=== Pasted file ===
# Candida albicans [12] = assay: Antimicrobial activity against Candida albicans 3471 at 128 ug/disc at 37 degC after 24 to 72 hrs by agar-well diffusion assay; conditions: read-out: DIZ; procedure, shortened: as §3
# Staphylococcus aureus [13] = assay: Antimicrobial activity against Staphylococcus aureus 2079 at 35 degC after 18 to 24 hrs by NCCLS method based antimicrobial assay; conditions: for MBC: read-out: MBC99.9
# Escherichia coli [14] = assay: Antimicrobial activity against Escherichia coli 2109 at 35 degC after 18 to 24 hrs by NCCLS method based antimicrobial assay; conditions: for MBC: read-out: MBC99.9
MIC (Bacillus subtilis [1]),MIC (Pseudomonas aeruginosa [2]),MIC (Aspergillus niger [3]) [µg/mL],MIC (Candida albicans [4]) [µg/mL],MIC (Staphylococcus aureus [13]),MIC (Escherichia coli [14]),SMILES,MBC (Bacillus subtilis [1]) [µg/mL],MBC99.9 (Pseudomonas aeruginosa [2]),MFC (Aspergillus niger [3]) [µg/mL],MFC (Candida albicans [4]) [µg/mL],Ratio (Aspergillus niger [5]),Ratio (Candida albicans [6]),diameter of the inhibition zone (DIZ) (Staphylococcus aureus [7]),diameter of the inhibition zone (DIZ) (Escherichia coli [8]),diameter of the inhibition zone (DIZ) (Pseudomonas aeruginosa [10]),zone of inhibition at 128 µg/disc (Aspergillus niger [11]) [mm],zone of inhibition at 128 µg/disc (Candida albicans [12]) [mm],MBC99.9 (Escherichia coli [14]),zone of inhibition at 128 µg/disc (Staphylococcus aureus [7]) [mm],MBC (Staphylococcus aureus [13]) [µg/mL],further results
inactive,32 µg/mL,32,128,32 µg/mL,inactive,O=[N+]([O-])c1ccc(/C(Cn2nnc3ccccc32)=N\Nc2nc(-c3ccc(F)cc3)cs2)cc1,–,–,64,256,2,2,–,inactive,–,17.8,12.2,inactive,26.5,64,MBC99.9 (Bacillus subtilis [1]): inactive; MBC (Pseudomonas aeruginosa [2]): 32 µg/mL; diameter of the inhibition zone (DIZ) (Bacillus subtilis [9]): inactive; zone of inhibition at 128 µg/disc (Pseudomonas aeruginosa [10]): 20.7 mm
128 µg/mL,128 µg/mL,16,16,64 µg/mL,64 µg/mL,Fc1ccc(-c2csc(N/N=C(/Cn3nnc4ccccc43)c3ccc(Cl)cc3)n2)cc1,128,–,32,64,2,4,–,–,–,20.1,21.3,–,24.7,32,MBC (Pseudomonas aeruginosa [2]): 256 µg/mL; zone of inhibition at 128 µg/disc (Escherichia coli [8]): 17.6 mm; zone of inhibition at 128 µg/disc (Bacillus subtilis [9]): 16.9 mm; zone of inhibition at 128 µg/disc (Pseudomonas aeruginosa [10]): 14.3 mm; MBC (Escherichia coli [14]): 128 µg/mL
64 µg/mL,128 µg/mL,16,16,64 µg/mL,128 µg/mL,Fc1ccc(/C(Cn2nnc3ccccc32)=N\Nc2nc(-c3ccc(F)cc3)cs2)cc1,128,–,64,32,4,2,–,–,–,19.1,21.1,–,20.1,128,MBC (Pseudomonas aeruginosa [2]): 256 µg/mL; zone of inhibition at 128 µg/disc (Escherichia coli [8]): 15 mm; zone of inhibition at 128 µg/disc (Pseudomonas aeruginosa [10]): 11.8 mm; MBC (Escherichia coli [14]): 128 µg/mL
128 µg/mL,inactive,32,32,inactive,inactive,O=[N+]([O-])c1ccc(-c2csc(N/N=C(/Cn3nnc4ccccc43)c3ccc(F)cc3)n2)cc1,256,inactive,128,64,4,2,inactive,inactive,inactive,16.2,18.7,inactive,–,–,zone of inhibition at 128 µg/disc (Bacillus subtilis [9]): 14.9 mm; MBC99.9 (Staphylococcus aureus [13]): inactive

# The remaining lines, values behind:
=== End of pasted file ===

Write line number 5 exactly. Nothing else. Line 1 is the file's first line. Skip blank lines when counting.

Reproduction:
inactive,32 µg/mL,32,128,32 µg/mL,inactive,O=[N+]([O-])c1ccc(/C(Cn2nnc3ccccc32)=N\Nc2nc(-c3ccc(F)cc3)cs2)cc1,–,–,64,256,2,2,–,inactive,–,17.8,12.2,inactive,26.5,64,MBC99.9 (Bacillus subtilis [1]): inactive; MBC (Pseudomonas aeruginosa [2]): 32 µg/mL; diameter of the inhibition zone (DIZ) (Bacillus subtilis [9]): inactive; zone of inhibition at 128 µg/disc (Pseudomonas aeruginosa [10]): 20.7 mm